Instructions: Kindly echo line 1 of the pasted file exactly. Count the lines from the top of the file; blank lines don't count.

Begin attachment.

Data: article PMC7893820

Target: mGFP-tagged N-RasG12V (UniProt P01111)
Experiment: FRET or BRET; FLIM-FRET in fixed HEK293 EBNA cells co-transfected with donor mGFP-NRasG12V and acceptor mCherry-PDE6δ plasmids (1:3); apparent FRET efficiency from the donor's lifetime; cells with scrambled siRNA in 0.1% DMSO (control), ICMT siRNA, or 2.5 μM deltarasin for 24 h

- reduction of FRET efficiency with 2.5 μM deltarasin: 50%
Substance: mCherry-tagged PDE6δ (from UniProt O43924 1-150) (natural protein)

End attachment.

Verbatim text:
Data: article PMC7893820